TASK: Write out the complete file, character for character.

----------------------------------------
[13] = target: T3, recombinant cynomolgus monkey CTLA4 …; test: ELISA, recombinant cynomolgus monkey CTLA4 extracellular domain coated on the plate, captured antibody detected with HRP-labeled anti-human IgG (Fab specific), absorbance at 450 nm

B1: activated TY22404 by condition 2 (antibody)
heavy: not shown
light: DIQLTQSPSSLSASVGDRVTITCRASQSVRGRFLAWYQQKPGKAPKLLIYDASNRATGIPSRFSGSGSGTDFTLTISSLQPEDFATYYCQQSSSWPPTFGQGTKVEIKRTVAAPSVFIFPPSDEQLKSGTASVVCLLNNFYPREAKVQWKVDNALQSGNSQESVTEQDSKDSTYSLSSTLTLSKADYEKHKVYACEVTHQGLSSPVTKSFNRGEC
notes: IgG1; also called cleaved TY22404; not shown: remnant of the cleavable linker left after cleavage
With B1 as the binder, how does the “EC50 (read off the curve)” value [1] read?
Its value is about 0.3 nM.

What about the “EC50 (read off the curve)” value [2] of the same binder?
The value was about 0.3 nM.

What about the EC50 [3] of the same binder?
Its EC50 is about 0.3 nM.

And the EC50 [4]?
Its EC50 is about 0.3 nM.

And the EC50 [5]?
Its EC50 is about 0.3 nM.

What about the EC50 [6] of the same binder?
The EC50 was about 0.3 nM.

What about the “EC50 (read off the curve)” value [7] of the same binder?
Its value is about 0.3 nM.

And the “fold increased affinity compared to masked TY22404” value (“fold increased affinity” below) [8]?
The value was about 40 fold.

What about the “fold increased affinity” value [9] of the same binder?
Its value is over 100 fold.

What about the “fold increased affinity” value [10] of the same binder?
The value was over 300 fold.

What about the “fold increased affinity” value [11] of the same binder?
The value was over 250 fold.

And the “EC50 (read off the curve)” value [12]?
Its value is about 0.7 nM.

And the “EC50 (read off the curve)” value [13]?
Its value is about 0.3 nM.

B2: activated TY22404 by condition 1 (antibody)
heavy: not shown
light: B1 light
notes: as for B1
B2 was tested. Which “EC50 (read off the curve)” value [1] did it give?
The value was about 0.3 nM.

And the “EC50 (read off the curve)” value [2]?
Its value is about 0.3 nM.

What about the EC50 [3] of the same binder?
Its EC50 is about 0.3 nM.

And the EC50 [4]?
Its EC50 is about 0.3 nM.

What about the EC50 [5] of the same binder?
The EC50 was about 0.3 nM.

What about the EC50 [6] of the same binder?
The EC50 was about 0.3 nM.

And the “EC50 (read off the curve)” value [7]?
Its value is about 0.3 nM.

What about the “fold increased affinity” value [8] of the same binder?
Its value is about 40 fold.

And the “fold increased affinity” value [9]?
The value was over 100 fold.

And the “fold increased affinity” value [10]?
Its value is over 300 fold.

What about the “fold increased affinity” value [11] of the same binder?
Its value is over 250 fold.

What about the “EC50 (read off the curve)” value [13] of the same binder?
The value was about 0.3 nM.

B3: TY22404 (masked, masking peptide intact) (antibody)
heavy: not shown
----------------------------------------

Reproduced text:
[13] = target: T3, recombinant cynomolgus monkey CTLA4 …; test: ELISA, recombinant cynomolgus monkey CTLA4 extracellular domain coated on the plate, captured antibody detected with HRP-labeled anti-human IgG (Fab specific), absorbance at 450 nm

B1: activated TY22404 by condition 2 (antibody)
heavy: not shown
light: DIQLTQSPSSLSASVGDRVTITCRASQSVRGRFLAWYQQKPGKAPKLLIYDASNRATGIPSRFSGSGSGTDFTLTISSLQPEDFATYYCQQSSSWPPTFGQGTKVEIKRTVAAPSVFIFPPSDEQLKSGTASVVCLLNNFYPREAKVQWKVDNALQSGNSQESVTEQDSKDSTYSLSSTLTLSKADYEKHKVYACEVTHQGLSSPVTKSFNRGEC
notes: IgG1; also called cleaved TY22404; not shown: remnant of the cleavable linker left after cleavage
With B1 as the binder, how does the “EC50 (read off the curve)” value [1] read?
Its value is about 0.3 nM.

What about the “EC50 (read off the curve)” value [2] of the same binder?
The value was about 0.3 nM.

What about the EC50 [3] of the same binder?
Its EC50 is about 0.3 nM.

And the EC50 [4]?
Its EC50 is about 0.3 nM.

And the EC50 [5]?
Its EC50 is about 0.3 nM.

What about the EC50 [6] of the same binder?
The EC50 was about 0.3 nM.

What about the “EC50 (read off the curve)” value [7] of the same binder?
Its value is about 0.3 nM.

And the “fold increased affinity compared to masked TY22404” value (“fold increased affinity” below) [8]?
The value was about 40 fold.

What about the “fold increased affinity” value [9] of the same binder?
Its value is over 100 fold.

What about the “fold increased affinity” value [10] of the same binder?
The value was over 300 fold.

What about the “fold increased affinity” value [11] of the same binder?
The value was over 250 fold.

And the “EC50 (read off the curve)” value [12]?
Its value is about 0.7 nM.

And the “EC50 (read off the curve)” value [13]?
Its value is about 0.3 nM.

B2: activated TY22404 by condition 1 (antibody)
heavy: not shown
light: B1 light
notes: as for B1
B2 was tested. Which “EC50 (read off the curve)” value [1] did it give?
The value was about 0.3 nM.

And the “EC50 (read off the curve)” value [2]?
Its value is about 0.3 nM.

What about the EC50 [3] of the same binder?
Its EC50 is about 0.3 nM.

And the EC50 [4]?
Its EC50 is about 0.3 nM.

What about the EC50 [5] of the same binder?
The EC50 was about 0.3 nM.

What about the EC50 [6] of the same binder?
The EC50 was about 0.3 nM.

And the “EC50 (read off the curve)” value [7]?
Its value is about 0.3 nM.

What about the “fold increased affinity” value [8] of the same binder?
Its value is about 40 fold.

And the “fold increased affinity” value [9]?
The value was over 100 fold.

And the “fold increased affinity” value [10]?
Its value is over 300 fold.

What about the “fold increased affinity” value [11] of the same binder?
Its value is over 250 fold.

What about the “EC50 (read off the curve)” value [13] of the same binder?
The value was about 0.3 nM.

B3: TY22404 (masked, masking peptide intact) (antibody)
heavy: not shown